I walk out to the middle of the field. Like a little kid, I plop down into the cool grass and sprawl out on my back. I just lie there, looking up at the sky.
It’s one of those super-blue days, and there’s these lines of happy clouds coming across, ensemble, like a choreographed dance troupe. I lazily watch the travel of the clouds, blown along by an insistent wind.
The longer I lie there, the more I feel and hear the wind. It whips wisps of my hair across my face. I can hear the crinkle of the occasional tumbling leaf, remnant of winter, blowing past.
I glance sideways through the grass and notice the dandelions. I feel kind of sneaky looking through the blades of grass, as if I’m somehow hidden.
But, no, there I am, grown adult, lolling in the grass, just watching the clouds, you know.
I close my eyes for awhile and roll my head back and forth, noticing the strange rainbow I see pass underneath my eyelids. Then I put my palms over my eyes, and I see the most psychedelic blue.
I open my eyes again, and just lie there, sinking down into the grass as my muscles slowly loosen.
I am in the clouds, dreamless.
How many years has it been since I let myself do this simple, amazing thing?
Somedays I get a little frantic because it’s like I can’t breathe, there’s just no air to breathe. I want to see the sky, the whole big sky from end to end and no end at all.
Buildings and shadows and numbers, numbers ticking, always ticking, swallowing up all the air until there’s just not enough. Numbers ticking, always ticking. We all play this game of suffocation. There’s not enough air left for me.
I want to run. Somewhere there’s air to breathe. I have to run, run, run, to go where the sky gets big.
There is nothing my wonderful best friend cat likes better than to curl up with me and a good book, or even a mediocre book. As long as he can comfortably situate himself, Tippy’s reading appetite is nothing short of voracious. Together, Tippy and I have delved into a fantastic array of places, people, and ideas as we turned the pages and allowed ourselves to be transported.
My tabby friend and I have had wondrous escapades like flying over Africa or sailing the North Sea or exploring beyond the planet. We’ve studied maps and pictures. We’ve figured out how to do things. We’ve pondered philosophical issues and romantic ones.
Tippy has purred his way through many delightful pages, and sometimes sat on them. He has also patiently listened when I’ve tested the words on the page, reading aloud. We’ve explored rhythm and imagery. We’ve counted syllables.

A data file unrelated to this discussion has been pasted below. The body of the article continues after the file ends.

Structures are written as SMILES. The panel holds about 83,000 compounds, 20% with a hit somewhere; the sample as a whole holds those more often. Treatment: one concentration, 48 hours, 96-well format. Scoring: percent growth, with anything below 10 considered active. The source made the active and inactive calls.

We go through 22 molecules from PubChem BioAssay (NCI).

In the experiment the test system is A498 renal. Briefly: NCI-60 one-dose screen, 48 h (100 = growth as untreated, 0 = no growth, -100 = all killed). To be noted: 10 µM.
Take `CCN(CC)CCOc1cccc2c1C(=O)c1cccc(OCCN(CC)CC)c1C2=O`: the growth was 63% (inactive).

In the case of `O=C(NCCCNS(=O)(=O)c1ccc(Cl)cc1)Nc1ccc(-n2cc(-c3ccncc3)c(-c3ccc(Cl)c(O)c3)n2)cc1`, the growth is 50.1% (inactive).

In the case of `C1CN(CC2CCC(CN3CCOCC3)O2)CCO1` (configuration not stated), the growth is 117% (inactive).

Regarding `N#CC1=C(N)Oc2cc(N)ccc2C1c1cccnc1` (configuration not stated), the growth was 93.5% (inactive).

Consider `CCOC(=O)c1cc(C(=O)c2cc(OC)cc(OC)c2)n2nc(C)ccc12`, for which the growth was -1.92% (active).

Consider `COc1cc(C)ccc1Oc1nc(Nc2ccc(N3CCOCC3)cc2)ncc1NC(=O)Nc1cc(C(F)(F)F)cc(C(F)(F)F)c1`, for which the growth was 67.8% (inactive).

True, with such a diverse catalog of reading, we have on occasion disliked a book, even found ourselves scoffing. We have, however, never found ourselves in disagreement.
Unlike my beloved Biddo, Tippy is not a book biter (a little bit on that here). No, although he does enjoy exploring the physical depths of a book shelf from time to time, he respectfully leaves the books intact. He is not, however, above taking a swipe at a bookmark.
Tippy’s joy in books seems to lie in the shared reading experience and, most important, the cuddling. In fact, from his nestled perch in my lap, he often insists that other tasks be put off, while we enjoy yet one more chapter.
Yes, a well-read cat is a true treasure. Beyond words, really.
The early morning, still dark and star-strewn, makes the space for dreams — the wisps of the inscrutable ones begging to be deciphered, and, too, the waking dreams of substance, dreams of the heart, the aphrodisiac of aliveness.
These are the dreams that make us more of who we are, who we must become, as surely as a tender sprout must one day flourish with extravagant blossoms whether seen or unseen by human eyes.
Some of us are happily, if not easily, driven by those dreams. For others, we must allow ourselves to notice them— these dreamy sprouts — then nurture them.
Our dreams prescribe wholeness, not careers or salaries. Especially in a time when we are more and more reduced to and perceived in our roles as commodities, we must dream, and go there, even if in bits and pieces. There is nothing inconsequential about it. Do not look to the status quo to place a value on your dreams.
Dreams, big and small and in between, are crucial to our own lives, our social underpinnings, and to the globe we trod. They are not defined by the marketplace. The shapes and colors and sounds of our dreams make our world shine with love and creativity and freedom, irrespective of what can be bought and sold. They assert our very existence. Dreams are revolutionary.
If dreams die, if we forget how to dream, we must see it for the existential crisis it is. We must find our way back to dreams any which way we can.
It may mean finding a guide or a friend to help, or it may mean revisiting childhood dreams and experimenting there, or it could mean learning something entirely new to break the hold of the entrenched thought patterns that trap us in our dreamless state. It could be a new language, or a craft, or a place, a history, a skill, that turns out to be the trigger that allows our dreams back into our lives.
We must try, because dreams must be. Dreams are fundamental to life. And when we fan the flames of our dreams back into existence, we must tend the fire. Dreams hold our gift, to be cherished and honored in love by all. The world needs the revolution of our dreams more than ever.